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Mike Torrettinni

Why is public class method marked as used, while it's not actually used?

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I was refactoring some code and removed all calls to a method of a class, but it was still showing 'blue dots' in editor indicating it was still used. The 'blue dots' were removed when I moved the method from public to private section.

 

Here is example and screenshot of 'blue dots' showing as if procedure B is used, but I don't actually call it, I just create a class:

 

image.png.a522a00b2a5eac28c4120cf032471648.png

 

and if I move procedure B to private, the nothing is used:

 

image.png.09d4b4255ae83b1f1781d204caca7af2.png

 

And the code:

 

type
  TDummy = class
  private
    procedure A;
    procedure B;
  end;

procedure TDummy.A;
begin
  Sleep(0);
end;

procedure TDummy.B;
begin
  Sleep(0);
end;

procedure TForm2.FormCreate(Sender: TObject);
var vDummy: TDummy;
begin
  vDummy := TDummy.Create;
end;

 

 

I assume that is by design.

Does somebody know why is procedure B marked as used? I couldn't find resource on this.

 

 

 

Edited by Mike Torrettinni
typo

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While a private method can be accessed only from inside the class and if not used doesn't require a code to be generated (there will be no blue dot). A protected/public/published methods can be used from outside the class and the code will be generated. You can write from another unit:
 

var vDummy: TDummy

begin
  vDummy.B;
end;

 

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11 minutes ago, Lajos Juhász said:

While a private method can be accessed only from inside the class and if not used doesn't require a code to be generated (there will be no blue dot). A protected/public/published methods can be used from outside the class and the code will be generated. You can write from another unit:
 


var vDummy: TDummy

begin
  vDummy.B;
end;

 

Thank you, I do understand that you can call B from outside of the class. Why does it require to generate public method, even if is not actually being used, anywhere? It doesn't do the same with other methods not inside the class like global methods.

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28 minutes ago, David Heffernan said:

Presumably it's because of your RTTI settings, which by default allow public methods to be called from RTTI, but not private.

Exactly. This is one of the reasons why enabling extended RTTI did increase the exe size by a big margin, and why I usually disable it unless I know I will actually need it.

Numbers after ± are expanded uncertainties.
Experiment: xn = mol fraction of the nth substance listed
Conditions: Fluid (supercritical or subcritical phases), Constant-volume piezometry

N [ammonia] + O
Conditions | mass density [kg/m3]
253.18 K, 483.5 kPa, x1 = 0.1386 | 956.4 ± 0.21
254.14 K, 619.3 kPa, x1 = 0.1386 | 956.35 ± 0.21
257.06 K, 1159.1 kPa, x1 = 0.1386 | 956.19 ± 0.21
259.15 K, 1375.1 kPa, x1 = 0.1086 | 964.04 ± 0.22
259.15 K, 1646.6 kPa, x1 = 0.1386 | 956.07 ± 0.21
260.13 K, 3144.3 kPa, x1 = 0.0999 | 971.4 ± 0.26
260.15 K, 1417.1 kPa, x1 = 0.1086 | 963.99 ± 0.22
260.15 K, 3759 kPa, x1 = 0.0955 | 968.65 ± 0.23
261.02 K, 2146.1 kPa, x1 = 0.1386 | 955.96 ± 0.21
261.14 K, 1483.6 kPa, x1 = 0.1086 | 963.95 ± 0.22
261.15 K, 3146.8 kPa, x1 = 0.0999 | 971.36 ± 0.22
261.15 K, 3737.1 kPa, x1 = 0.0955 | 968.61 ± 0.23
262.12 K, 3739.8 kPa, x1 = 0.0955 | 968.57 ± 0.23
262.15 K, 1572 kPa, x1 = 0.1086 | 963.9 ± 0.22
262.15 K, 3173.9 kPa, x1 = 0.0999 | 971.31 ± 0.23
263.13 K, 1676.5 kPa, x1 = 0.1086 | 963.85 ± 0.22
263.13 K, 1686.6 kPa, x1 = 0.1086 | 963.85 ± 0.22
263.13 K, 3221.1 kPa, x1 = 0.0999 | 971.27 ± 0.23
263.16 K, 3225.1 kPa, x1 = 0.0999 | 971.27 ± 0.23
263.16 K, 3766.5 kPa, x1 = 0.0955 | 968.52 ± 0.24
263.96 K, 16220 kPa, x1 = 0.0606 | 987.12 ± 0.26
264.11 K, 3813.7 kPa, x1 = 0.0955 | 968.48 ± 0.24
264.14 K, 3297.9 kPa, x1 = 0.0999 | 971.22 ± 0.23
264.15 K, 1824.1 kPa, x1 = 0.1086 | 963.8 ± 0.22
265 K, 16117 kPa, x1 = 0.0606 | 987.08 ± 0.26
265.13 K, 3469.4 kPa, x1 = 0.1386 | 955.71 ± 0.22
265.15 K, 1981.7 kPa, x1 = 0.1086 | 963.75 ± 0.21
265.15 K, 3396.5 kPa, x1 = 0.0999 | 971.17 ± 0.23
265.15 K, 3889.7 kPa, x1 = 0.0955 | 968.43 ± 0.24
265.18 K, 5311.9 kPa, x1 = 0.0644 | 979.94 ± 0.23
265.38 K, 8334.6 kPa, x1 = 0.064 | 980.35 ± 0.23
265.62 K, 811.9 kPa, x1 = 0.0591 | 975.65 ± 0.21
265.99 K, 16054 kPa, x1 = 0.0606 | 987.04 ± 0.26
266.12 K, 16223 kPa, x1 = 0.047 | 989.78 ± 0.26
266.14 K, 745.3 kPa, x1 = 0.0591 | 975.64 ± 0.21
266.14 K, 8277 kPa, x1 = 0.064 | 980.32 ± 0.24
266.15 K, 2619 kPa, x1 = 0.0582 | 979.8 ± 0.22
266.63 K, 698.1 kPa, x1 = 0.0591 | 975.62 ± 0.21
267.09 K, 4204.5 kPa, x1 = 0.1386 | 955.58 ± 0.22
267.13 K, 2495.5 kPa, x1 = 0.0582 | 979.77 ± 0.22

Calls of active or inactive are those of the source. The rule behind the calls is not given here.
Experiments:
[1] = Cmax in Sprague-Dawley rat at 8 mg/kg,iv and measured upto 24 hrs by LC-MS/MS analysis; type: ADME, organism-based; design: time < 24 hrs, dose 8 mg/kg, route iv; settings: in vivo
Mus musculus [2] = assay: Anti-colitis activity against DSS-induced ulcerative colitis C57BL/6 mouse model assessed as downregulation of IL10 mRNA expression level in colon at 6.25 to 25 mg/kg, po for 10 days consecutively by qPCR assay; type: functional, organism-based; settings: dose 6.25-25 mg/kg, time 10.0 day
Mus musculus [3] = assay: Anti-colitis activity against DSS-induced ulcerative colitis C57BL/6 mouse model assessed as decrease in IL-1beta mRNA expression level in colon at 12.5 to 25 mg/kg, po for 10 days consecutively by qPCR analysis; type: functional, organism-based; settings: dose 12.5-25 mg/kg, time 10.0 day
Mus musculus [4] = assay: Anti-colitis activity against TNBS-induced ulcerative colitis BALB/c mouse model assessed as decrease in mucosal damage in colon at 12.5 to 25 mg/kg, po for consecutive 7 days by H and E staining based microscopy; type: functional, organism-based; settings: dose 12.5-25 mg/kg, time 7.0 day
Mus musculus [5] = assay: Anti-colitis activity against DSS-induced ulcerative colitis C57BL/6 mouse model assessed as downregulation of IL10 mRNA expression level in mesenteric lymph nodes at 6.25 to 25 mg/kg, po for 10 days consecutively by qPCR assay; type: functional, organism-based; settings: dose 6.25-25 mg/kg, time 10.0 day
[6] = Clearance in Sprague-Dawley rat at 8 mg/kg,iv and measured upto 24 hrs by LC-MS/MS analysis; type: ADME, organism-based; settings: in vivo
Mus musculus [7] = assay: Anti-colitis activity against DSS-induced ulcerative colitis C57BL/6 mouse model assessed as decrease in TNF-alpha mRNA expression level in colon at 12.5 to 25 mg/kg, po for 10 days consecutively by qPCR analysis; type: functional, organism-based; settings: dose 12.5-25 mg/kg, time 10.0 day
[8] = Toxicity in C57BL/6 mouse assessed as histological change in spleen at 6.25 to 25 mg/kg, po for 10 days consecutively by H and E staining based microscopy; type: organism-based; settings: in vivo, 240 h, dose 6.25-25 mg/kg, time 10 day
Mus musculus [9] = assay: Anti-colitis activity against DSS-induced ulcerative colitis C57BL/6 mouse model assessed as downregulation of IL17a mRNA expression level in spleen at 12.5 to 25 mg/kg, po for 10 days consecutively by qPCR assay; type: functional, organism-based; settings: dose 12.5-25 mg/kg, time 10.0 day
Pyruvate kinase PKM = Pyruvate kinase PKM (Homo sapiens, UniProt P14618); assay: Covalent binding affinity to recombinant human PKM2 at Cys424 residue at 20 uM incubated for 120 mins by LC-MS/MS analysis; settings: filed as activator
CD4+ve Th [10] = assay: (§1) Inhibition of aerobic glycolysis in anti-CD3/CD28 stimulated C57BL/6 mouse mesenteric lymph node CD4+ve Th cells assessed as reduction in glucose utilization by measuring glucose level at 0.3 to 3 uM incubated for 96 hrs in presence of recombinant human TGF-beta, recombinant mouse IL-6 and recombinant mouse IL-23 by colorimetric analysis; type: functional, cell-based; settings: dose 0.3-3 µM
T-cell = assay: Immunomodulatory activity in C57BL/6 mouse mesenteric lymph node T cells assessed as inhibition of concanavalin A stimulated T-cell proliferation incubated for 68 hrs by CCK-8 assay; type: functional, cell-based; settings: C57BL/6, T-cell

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1 hour ago, David Heffernan said:

Presumably it's because of your RTTI settings, which by default allow public methods to be called from RTTI, but not private.

Aha, OK, it makes sense.

 

32 minutes ago, Arnaud Bouchez said:

Exactly. This is one of the reasons why enabling extended RTTI did increase the exe size by a big margin, and why I usually disable it unless I know I will actually need it.

I thought it was just generics and unicode that doubled/tripled... the size of executable from Delphi 2009+.

 

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I don't think RTTI doubles or triples the size of your executables. I also think that people worry overly about the size of the executables. Certainly worry about this on mobile platforms, but generally on desktop platforms you should be less concerned of the increases due to RTTI. 

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39 minutes ago, Stefan Glienke said:

I don't see a class method in that code

Isn't a method that is defined in a class, a class method? Should it be class' method?

Edited by Mike Torrettinni

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A method is a routine (procedure/function) that is associated with an object. A class method would be a routine (procedure/function) that is associated with a class.

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OK, I tried defined as class method , I don't notice any difference:

 

image.png.438667323ae97c085a581a31f5c1753c.png

 

As suggested, if I disable RTTI, then the method is really not used (not generated) if not used:

 

image.thumb.png.11071348f99eeb6a22dd70f43c7ab502.png

 

 

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1 hour ago, Mike Torrettinni said:

OK, I tried defined as class method , I don't notice any difference

@Stefan Glienke is not suggesting that you use a class method. He's just pointing out that the title of this topic is misleading.

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2 minutes ago, David Heffernan said:

@Stefan Glienke is not suggesting that you use a class method. He's just pointing out that the title of this topic is misleading.

Aha, I get it now. Well, I tested it anyway, just in case 🙂

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20 hours ago, David Heffernan said:

I don't think RTTI doubles or triples the size of your executables. I also think that people worry overly about the size of the executables. Certainly worry about this on mobile platforms, but generally on desktop platforms you should be less concerned of the increases due to RTTI. 

In projects consisting of numerous DLLs it is a pain though. I wish I could strip it out completely in those projects.

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25 minutes ago, A.M. Hoornweg said:

In projects consisting of numerous DLLs it is a pain though. I wish I could strip it out completely in those projects.